The weird creep of expertise

Photo by sydney Rae on Unsplash

This is a story about confidence.

In brief, I’m going into the business of running workshops to teach people how to write. In particular, to teach business owners how to write for their businesses, with special attention to their marketing.

I’m not making this career move on my own, for two big reasons.

Reason one…

I don’t like giving unsolicited advice, which is why I’m an unsuccessful blogger. Let that be a lesson to all of you aspiring bloggers out there: unsolicited advice is popular, or at least notorious. You want to make it as a blogger? Hand out advice like pollen on a bumblebee wobbling through the sunflower fields of life. It’s the first, best, and most enduring piece of advice for succeeding on the internet, and nobody ever says it. The success of blogging is in making your views as widely visible as possible.

And I’ve used up my advice karma for the day. The rest of this blog will be entirely humble, to bring the universe back into balance.

Reason two…

I’m making this career move because I was invited to. For a few years, I’ve been doing a little content writing for a marketing guru I fell in with. This marketing guru decided that she wanted to go into the business of teaching business owners how to run marketing, and she asked me to come along and run complementary workshops on writing and content creation.

I have a policy, a few years old now. Because of it, I say yes to crazy ideas.

So now I’m committed.

To what?

To telling people how I do things and doing so with the purpose of helping them learn.

Teaching, put simply. And I don’t know if you remember your grade school days, but teaching is basically ALL advice. That’s a teacher’s job. All they do, day in and day die, is tell you, as THEY see it, the best way to do things.

Don’t nap now — there’s a BETTER time to nap.

Don’t practice your Batman skills now — there’s a good reason we’re standing in line right now.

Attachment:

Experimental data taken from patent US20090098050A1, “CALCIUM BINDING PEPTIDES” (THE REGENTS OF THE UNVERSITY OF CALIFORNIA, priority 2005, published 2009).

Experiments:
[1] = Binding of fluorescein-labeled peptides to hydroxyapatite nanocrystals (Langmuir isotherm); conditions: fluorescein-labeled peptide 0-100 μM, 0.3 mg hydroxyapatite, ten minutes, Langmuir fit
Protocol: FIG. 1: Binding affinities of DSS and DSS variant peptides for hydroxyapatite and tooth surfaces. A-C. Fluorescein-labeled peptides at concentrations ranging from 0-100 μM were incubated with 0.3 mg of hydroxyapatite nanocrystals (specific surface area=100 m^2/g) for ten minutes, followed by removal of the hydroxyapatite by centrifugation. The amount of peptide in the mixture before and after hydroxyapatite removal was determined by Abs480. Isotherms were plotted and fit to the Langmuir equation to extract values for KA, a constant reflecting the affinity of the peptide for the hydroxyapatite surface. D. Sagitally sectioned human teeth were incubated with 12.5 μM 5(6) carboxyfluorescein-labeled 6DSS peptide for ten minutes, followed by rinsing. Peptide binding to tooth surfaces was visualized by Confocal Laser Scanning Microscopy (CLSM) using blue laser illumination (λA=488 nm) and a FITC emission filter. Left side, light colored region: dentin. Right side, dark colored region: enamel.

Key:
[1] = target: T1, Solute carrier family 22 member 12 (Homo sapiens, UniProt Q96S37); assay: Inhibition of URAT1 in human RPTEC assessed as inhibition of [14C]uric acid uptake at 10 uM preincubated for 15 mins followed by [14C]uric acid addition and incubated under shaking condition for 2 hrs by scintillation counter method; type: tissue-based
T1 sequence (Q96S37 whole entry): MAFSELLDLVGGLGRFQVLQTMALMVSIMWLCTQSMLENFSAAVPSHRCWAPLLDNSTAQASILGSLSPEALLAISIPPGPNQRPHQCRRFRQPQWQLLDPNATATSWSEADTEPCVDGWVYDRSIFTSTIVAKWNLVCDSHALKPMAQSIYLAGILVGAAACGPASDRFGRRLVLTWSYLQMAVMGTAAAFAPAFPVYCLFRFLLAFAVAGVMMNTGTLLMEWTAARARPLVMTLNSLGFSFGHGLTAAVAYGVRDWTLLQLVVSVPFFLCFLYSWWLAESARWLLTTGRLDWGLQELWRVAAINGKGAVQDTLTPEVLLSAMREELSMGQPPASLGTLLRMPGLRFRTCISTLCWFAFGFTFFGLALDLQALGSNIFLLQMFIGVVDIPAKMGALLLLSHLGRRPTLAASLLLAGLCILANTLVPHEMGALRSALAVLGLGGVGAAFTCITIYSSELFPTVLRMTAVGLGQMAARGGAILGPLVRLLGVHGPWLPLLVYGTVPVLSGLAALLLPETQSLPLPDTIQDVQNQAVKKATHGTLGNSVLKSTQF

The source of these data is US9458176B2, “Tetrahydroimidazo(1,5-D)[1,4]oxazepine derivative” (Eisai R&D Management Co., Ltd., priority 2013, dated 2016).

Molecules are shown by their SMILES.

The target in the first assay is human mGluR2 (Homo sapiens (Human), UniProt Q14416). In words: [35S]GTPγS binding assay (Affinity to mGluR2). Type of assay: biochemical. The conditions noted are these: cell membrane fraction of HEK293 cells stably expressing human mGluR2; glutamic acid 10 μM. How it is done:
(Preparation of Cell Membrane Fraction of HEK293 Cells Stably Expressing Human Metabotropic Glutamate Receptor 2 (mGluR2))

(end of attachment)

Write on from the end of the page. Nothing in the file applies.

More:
Don’t paint with your carrots — there’s a good reason they’re called FINGER paints, and you’ll regret eating the carrots later.

As the man said, do this, don’t do that — can’t you read the sign? Just a bunch of curtailing of freedoms of expression.

That’s how I’ve always seen advice.

The only reason teachers ever get a pass, in my view, comes from their demonstrable authority in the area they teach.

That is my struggle. I think, in order to teach and not come across as a self-righteous dolt, I need some fluency with the knowledge I claim to be capable of expanding.

I’ve often been told I have a good personality for teaching. My students would say so, which is where a little bit of the irony of this whole situation comes in. I used to work in the tutoring center at school, helping people with writing and similar. Those people told me that I have a good teaching personality.

Tutoring at a tutoring center feels different than being “Our Local Expert” and running workshops.

I’m dealing with this struggle. I don’t feel as if I know enough to teach. I’ve barely scratched the surface of the subject of writing. I hold few distinctions that generally confer authority. Although I hold more than none distinctions, at least. I feel as if I’ve gained that level of competence that makes me a really good student: I know enough to actually begin to learn. If this were karate or another Japanese martial art, it would be like I have my black belt, and now I can be taught the real stuff.

And now I have been asked to teach.

My inner conflict rumbles.

The thing about competence…

The key to the next stage in my journey is that I have been asked to teach. It makes for a different journey to prepare for a job I’ve been asked to do, as opposed to one I’m doing voluntarily. It changes my attitudes just enough to have a dramatic effect on my preparation.

This marketing guru friend, now business partner, of mine gave me goals, deadlines, things to prepare. I’ve interviewed our other partner — a business operations guru — and helped HER with her writing. It’s been a job, with work, with concrete goals to achieve. As such, it’s been a little hard to use something ephemeral (like the battle within me) as an excuse to avoid work. I’m a good worker. (Lesson one, if you ever take my writing workshops: be a good worker.) I have been avoiding like the plague any of the potentially paralytic arguments between me and me against doing the preparations required to get this business started. It’s a good business. There’s a need for it and a use for it, and I’m eager to participate.